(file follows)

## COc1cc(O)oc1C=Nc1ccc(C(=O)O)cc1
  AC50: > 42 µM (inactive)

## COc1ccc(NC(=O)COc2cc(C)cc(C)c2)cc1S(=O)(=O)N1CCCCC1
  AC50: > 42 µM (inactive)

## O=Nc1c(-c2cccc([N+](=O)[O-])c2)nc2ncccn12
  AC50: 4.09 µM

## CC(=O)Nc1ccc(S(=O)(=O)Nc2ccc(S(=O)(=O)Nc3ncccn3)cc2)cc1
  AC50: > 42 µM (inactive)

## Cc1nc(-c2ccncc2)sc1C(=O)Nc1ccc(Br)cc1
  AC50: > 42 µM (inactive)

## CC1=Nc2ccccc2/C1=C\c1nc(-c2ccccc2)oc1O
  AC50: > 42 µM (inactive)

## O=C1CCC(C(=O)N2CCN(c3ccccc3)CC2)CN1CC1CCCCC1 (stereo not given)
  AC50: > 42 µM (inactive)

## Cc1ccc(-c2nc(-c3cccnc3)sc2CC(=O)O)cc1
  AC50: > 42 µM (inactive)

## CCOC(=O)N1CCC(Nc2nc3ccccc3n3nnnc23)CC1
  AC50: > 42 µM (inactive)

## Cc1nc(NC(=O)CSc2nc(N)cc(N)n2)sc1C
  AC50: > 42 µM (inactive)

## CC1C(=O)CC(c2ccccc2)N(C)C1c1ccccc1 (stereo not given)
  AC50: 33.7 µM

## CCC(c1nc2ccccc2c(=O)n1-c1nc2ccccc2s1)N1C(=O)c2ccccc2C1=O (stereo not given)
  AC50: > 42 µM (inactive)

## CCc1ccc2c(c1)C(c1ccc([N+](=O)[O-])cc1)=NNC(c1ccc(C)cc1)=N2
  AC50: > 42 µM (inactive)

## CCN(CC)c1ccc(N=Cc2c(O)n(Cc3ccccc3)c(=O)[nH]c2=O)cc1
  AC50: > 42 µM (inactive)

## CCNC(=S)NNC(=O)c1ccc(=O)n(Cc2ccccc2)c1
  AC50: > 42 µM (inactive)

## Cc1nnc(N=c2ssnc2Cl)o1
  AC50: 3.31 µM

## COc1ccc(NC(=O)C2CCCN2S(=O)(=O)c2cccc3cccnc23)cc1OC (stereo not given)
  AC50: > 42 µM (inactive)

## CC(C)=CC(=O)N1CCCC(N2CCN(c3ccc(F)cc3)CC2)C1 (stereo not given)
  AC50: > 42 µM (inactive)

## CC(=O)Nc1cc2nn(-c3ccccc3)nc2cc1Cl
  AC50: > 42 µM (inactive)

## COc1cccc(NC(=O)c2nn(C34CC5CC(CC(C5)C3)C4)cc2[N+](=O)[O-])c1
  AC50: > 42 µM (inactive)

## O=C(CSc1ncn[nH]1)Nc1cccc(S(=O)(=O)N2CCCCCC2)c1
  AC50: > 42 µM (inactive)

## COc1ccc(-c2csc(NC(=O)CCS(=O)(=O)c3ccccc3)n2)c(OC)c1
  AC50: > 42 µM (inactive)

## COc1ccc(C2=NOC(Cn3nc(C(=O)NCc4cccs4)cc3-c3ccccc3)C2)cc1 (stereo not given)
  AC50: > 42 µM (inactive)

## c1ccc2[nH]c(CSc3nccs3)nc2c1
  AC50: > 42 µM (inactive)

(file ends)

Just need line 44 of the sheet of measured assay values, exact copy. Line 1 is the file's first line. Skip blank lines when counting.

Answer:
  AC50: > 42 µM (inactive)